• “When young people with obvious aptitude announce they’re going to college to be a ‘mass comm’ (mass communications) major, adding that they hope to be an anchor on a news program shortly after graduation, I have to temper my reaction.  While I try not to discourage them…. It’s his life after all, but does America need another marketing executive rather than another scientist?”  We don’t need another investment banker, either.
  • On the growing income gap – “Those who had surrendered the [American] dream, however they defined it, were earning as much as $50,000 a year, while those who still believed in the dream were making $75,000 and up annually….  At a time when we need to be strong at our weakest points to deal with global competition, an economic civil war would be fratricidal.”  Aside from the debt crisis, income inequality is America’s major problem. 
  • “Used potatoes didn’t stay on my palate in my grown-up years, but I still have leftover guilt.  I cannot easily discard still-edible food at the end of a meal, and as a result our refrigerator is a jumble of small containers of odds and ends.  Leftovers were really a metaphor for the larger issues of money management and the ever-present fear that another Great Depression was just around the corner.”  The Great Depression was an ever greater influence on Brokaw’s life than was WWII.
  • Doc Auld [his father-in-law] and the banker had the means to build something much grander for their families, but modesty and proportion – not showing off – was an unspoken rule.  When Doc bought two productive farms nearby, there was no resentment; that made sense.  But if they had built what came to be called a McMansion, the community would have collectively wondered what had happened to the man they thought they knew.”  I have always wondered about this issue.  My recollection is the same as Brokaw’s, but I wonder if that was a mid-America value because I often read about well-to-do people in the South and East historically being more ostentatious.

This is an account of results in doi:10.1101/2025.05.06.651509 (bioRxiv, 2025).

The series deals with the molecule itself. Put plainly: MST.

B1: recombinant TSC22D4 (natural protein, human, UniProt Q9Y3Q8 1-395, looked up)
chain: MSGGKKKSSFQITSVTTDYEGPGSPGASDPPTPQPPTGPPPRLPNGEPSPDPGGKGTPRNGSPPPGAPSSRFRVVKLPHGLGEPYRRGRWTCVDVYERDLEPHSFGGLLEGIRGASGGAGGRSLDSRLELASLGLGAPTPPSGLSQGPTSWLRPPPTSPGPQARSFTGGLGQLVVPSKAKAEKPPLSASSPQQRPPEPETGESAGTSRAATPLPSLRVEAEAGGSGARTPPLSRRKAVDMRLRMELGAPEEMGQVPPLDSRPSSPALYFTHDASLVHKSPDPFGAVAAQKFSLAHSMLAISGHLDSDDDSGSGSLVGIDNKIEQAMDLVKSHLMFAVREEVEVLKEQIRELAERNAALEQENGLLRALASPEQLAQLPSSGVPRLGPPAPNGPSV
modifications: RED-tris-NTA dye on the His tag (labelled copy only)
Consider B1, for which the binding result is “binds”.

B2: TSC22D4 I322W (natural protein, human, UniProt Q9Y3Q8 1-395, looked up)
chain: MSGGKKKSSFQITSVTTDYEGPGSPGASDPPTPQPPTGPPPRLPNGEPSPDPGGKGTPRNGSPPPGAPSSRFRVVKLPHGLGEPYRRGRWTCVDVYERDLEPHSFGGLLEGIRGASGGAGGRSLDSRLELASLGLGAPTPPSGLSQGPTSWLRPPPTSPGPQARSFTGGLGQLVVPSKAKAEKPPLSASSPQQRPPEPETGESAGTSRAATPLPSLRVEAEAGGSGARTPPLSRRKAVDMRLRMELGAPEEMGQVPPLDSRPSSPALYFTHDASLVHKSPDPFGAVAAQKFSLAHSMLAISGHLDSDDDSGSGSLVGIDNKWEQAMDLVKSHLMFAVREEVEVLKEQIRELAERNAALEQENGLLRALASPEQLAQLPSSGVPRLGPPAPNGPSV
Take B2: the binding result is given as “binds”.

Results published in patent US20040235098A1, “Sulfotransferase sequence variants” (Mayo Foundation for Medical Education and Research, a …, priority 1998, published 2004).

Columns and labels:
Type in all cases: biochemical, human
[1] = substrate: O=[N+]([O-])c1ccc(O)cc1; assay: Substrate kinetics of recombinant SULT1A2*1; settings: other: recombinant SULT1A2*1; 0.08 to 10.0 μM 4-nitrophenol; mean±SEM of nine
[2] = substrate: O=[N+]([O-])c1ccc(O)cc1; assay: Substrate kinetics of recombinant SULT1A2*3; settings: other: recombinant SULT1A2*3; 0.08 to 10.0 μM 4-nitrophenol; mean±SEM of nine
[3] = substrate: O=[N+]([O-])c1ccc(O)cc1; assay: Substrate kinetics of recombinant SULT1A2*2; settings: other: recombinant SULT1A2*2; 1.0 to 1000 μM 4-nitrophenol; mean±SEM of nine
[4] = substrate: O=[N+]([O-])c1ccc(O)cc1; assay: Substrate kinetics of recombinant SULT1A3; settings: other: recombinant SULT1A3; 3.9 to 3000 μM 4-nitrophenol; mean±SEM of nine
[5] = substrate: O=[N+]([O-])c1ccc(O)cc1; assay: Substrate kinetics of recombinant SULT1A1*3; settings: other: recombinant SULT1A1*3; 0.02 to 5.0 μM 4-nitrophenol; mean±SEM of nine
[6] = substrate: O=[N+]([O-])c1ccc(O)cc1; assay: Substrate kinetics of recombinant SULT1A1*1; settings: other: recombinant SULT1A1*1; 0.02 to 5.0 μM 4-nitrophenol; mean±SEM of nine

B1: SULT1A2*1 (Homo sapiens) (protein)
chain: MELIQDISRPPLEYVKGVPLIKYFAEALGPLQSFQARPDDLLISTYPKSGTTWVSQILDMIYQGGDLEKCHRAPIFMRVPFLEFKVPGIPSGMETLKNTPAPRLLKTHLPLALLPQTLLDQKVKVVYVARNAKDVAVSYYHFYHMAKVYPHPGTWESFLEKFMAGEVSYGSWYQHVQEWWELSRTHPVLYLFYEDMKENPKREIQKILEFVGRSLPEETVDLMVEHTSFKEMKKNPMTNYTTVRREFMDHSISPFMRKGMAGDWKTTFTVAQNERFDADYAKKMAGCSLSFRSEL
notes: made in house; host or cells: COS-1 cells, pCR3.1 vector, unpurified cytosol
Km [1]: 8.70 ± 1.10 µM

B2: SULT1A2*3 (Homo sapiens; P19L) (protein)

• On foreign policy, Brokaw decries the fact that national security receives much less attention that “heated arguments about same-sex marriage, the legalization of marijuana, and the real and overblown indiscretions of some candidates.  That was a shameful commentary on the substance and nature of modern politics and campaigns.”  As someone who believes that politics ends at the water’s edge, I emphatically disagree with Brokaw.  Arguing foreign policy and national security is above the pay-grade of most Americans; let’s not politicize it any further.